How to Patent Your Idea Internationally

Rich Goldstein

Founder & Principal Patent Attorney
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Dreaming of safeguarding your groundbreaking idea worldwide? Navigating international patenting alone can be daunting and perplexing. Knowing how challenging it can be, we’ve outlined how to patent your idea internationally, guiding you through the global patent process.

How to Patent Your Idea Internationally

If you have a product you wish to patent worldwide, you have a few options. When seeking patent protection, you can choose between:

  • National/regional patents 
  • International patents 
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An international patent is often referred to as a PCT application. This provides a streamlined process to simultaneously pursue protection in multiple countries. 

National patents, on the other hand, are filed individually in each country where you seek protection, tailoring your approach to local requirements and regulations. 

There are three main methods of filing an international patent:

  1. A Direct application
  2. A Convention application
  3. A PCT application

Direct Overseas Patent Applications

Visiting a patent office and applying directly is the most straightforward and logical way of applying for an international patent. 

When filing a direct overseas patent application, you need to prepare country-specific documents. These can include claims and specifications, which need to be submitted with the required fees to the patent office of the target country.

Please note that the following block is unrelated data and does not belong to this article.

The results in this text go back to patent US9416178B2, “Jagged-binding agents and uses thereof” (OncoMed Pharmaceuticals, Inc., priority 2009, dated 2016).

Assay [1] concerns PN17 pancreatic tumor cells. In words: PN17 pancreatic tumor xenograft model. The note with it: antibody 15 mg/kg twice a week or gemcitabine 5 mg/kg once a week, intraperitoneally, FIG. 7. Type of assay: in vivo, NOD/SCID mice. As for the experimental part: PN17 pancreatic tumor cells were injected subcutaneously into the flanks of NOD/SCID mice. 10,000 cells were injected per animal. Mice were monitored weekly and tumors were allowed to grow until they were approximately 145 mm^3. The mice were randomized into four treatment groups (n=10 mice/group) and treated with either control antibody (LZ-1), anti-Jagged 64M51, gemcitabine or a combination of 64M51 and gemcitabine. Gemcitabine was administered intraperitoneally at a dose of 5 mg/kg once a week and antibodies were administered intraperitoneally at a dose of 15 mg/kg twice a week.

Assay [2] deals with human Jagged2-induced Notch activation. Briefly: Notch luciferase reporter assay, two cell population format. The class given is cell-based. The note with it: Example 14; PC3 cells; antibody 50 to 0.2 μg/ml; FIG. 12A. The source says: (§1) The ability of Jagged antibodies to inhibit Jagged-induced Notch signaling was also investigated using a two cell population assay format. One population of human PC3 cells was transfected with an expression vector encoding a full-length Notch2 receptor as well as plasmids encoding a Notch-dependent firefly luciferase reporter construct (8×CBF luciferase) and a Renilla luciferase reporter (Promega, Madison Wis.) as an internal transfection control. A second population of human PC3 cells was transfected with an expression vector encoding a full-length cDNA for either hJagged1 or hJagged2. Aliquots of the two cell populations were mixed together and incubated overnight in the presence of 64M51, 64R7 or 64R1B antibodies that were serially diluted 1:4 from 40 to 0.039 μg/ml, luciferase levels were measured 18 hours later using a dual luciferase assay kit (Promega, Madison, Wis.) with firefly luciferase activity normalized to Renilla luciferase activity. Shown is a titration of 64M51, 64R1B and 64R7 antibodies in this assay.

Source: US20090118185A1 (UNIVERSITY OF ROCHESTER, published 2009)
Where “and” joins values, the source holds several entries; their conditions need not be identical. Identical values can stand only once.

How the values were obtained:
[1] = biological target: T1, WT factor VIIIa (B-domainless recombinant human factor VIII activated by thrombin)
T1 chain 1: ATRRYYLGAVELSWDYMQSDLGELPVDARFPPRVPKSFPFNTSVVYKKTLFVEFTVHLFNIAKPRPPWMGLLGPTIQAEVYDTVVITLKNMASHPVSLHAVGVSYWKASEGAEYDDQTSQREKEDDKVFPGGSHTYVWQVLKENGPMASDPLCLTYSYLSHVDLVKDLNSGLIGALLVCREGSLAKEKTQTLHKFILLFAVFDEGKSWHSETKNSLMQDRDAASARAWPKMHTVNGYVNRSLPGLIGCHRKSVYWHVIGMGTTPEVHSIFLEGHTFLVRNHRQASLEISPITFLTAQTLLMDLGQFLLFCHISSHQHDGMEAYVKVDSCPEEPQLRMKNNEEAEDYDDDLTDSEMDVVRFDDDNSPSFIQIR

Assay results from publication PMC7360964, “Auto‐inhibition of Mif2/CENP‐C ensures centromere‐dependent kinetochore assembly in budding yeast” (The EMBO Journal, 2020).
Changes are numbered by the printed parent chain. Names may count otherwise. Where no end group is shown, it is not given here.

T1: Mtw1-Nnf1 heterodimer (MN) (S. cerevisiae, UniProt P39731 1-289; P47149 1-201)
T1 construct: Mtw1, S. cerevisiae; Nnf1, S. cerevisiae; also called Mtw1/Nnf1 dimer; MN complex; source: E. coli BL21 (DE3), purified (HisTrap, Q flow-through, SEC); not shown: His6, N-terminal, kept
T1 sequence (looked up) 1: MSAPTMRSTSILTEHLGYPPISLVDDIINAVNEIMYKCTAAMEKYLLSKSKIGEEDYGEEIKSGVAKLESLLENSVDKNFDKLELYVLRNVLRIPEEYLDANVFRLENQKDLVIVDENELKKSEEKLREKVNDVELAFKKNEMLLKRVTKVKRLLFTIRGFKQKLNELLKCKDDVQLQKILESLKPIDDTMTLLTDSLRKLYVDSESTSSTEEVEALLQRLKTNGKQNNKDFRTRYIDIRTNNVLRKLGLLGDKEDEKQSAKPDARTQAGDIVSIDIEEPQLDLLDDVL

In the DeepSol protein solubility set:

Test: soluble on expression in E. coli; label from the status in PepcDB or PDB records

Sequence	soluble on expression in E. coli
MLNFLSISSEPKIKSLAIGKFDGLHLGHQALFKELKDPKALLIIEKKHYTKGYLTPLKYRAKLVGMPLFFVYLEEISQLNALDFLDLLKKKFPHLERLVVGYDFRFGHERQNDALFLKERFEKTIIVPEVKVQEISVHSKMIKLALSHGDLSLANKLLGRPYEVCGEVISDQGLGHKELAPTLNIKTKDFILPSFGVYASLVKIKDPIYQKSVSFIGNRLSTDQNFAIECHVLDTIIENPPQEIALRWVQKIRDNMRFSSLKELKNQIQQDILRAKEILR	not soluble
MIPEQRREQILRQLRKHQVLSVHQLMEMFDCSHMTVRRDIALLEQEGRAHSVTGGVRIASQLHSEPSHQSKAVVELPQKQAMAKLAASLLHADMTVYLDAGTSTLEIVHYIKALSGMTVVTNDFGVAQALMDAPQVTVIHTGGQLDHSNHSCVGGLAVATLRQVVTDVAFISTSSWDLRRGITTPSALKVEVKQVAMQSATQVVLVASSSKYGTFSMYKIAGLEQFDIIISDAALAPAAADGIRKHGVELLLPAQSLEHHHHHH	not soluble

Pros and Cons of Direct Overseas Patent Applications 

Each method of applying for international patents has its benefits and drawbacks. This includes Direct Overseas patent applications. 

Pros:

  • Customized strategy: Applicants can tailor their approach in specific foreign countries based on factors such as market potential, legal requirements, and business goals
  • Potentially faster process: You can streamline the steps, reducing delays and expediting the filing of patents in foreign countries
  • Long-term cost efficiency: The cost of the patent application depends on various factors, including the number of countries targeted, the complexity of the invention, and overall budget

Cons:

  • Higher initial costs: Filing patent applications directly in multiple countries tends to result in higher initial costs compared to filing a single international application (PCT)
  • Loss of backdating: Filing directly in individual countries might result in losing the original priority date. In some cases, this may impact the novelty and non-obviousness of the invention

Convention Patent Applications 

A Convention patent filing lets you maintain the original application’s date while applying for patents in different convention countries, ensuring your patent registration across borders. This type of application is applicable in countries that belong to the Paris Convention.

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Within 12 months of the initial filing, separate patent applications can be filed in other Convention countries. The main advantage of this method is that there is a 12-month window to evaluate and choose the countries for application.

Pros and Cons of Convention Patent Applications

There are potential pros and cons of convention patent applications.

Pros:

  • Priority date preservation: By filing a convention patent application, you can secure an early priority date based on a previously filed application in another member country.
  • Extended timeframe for foreign filings: Allows applicants to defer the decision on which foreign countries to seek patent protection in.
  • Cost efficiency – As it postpones the need to file separate applications in multiple countries. Convention applications can be more affordable.

Cons:

  • Additional filing costs: Applicants will need to prepare and file separate applications in each country, building costs.

PCT (Patent Cooperation Treaty) Patent Applications